In the case of the bond aggregator, this will improve the efficiency of financing for community housing providers through the provision of cheaper and longer term loans, enabling those providers to improve housing outcomes for existing clients and potentially build scale by providing services to new clients. Community housing providers offer support for our most vulnerable through the provision of housing to those on very low to moderate incomes or those with unique or additional needs. The finance offered will be tailored to the needs of those community housing providers and funded through the issue of bonds, backed, importantly and quite celebrated in the sector, by a legislative guarantee which will drive the best price outcome for providers. Institutional investors will also benefit as they've expressed a clear appetite for social impact investments, which help to deliver better outcomes to the community at large.

The details of the infrastructure facility and bond aggregator are to be contained in the investment mandate to be issued under the bill. In line with the practices of other Commonwealth corporate entities recently established, the government will outline its expectations of the corporation in the investment mandate, but it will not be able to direct the corporation in relation to particular loans, investments or grants in relation to specific projects. Providing the particulars of the corporation's activities in the investment mandate rather than the bill allows the legislative framework to be flexible and nimble to adjust to the needs of the community housing providers as and when that occurs.

A key design feature is the corporation's independence from government. All financing and investment will be made by the corporation's independent skills based board. The independent board will be comprised of experts from a range of fields, including banking and finance, social and affordable housing, and infrastructure planning and financing, to ensure that decisions are sound and commercially based. Independence of the board's decision-making will cultivate credibility, we hope, in financial markets and will provide the board with the flexibility to perform its functions effectively and efficiently and tailor finance to the needs of recipients, being mindful of the risks involved. The experience of the Housing Affordability Fund underlined the importance of the independent decision-making. Indeed, the Australian National Audit Office noted that there were serious shortcomings in the administration of the Housing Affordability Fund and that some proposals that were approved were not selected on a merit basis or in accordance with established guidelines. We don't want to make those same mistakes.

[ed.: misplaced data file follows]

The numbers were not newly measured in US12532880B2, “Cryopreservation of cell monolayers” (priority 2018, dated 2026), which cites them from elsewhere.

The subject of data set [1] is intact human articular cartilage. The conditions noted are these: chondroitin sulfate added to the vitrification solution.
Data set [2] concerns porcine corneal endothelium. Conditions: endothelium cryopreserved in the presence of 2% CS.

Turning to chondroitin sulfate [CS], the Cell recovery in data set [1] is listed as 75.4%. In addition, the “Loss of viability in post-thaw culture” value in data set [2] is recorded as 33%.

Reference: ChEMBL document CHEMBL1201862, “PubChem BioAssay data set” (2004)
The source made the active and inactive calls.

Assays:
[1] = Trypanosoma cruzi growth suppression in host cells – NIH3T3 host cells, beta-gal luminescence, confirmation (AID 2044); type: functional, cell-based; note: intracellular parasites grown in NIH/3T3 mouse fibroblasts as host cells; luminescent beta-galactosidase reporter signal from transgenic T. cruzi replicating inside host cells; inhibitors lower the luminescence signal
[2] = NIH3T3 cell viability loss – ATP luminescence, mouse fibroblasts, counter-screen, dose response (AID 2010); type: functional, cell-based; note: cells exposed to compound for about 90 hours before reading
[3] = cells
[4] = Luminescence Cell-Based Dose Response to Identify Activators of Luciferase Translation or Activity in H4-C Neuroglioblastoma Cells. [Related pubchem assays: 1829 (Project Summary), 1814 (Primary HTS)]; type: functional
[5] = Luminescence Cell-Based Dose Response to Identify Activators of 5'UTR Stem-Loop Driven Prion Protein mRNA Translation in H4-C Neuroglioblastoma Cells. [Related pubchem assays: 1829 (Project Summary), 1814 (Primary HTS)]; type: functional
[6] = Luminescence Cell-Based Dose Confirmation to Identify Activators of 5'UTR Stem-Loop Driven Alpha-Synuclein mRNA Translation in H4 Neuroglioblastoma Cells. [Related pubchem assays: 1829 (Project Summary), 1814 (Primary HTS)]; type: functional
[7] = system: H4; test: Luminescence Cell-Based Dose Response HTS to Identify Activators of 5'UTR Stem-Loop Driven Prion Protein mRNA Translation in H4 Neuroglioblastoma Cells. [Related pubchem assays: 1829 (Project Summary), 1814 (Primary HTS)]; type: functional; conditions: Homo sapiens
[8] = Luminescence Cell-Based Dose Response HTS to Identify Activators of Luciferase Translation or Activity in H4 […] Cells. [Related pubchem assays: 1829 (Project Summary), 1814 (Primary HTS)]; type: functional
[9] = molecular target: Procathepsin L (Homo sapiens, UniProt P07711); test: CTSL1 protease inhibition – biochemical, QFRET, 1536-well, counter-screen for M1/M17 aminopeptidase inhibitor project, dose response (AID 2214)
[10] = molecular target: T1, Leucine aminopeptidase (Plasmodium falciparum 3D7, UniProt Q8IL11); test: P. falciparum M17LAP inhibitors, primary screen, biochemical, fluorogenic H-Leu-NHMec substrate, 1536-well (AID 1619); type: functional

An important feature of the primary bill is that it provides a legislative guarantee for the corporation's liabilities for at least five years of the corporation's operation. This bill provides for the guarantee to be potentially withdrawn in future if it's deemed to be no longer required. This would be dependent on both the corporation achieving sufficient maturity in scale and the community housing sector taking on a larger scale and more prominent role in submarket rental housing, including, importantly, through partnerships with the private sector and, of course, institutional investors. To provide certainty to investors, it may only be withdrawn by the government on a prospective basis after 1 July 2023 and with at least 60 days notice. The availability of the guarantee will therefore strengthen market confidence and improve the corporation's ability to achieve its underlying purposes.

In the medium to long term, the corporation is intended to be financially self-sustaining, which means it won't require ongoing support through the budget. The corporation's profits and funds returned from its investments will be available for reinvestment. In time, the corporation may accumulate surplus funds and be in a position to return a dividend to the Commonwealth. Importantly, there will also be a review of the operation of the bill after three years of its commencement to assess if the corporation is delivering the intended benefits that we all hope it will.

Passage of the bills during the current sitting period will facilitate the necessary preparations to enable the corporation to undertake its infrastructure facility and bond aggregator from 1 July 2018. The associated consequential amendments and transitional provisions allow the entity to be established before it starts making investment decisions on 1 July 2018.

The associated National Housing Finance and Investment Corporation (Consequential Amendments and Transitional Provisions) Bill 2018 also amends the Administrative Decisions (Judicial Review) Act, I should note, to exempt the corporation from the requirement to provide a statement setting out the findings and reasons for any decisions relating to its activities where requested—for example, by an unsuccessful applicant. This exemption ensures the efficient administration of the corporation and is consistent with previous exemptions provided to similar bodies, most notably the Export Finance and Insurance Corporation.

Further, that bill also amends schedule 2 of the Freedom of Information Act to exempt the corporation from the requirements of that act in relation to documents pertaining to any of its commercial activities. This exemption applies to the commercial activities, again, of other similar entities, such as the NBN Co and Indigenous Business Australia, and is consistent in those terms.

I therefore thank all members who have contributed to this debate and commend these bills to the House.

Question agreed to.

Bill read a second time.

Ordered that this bill be reported to the House without amendment.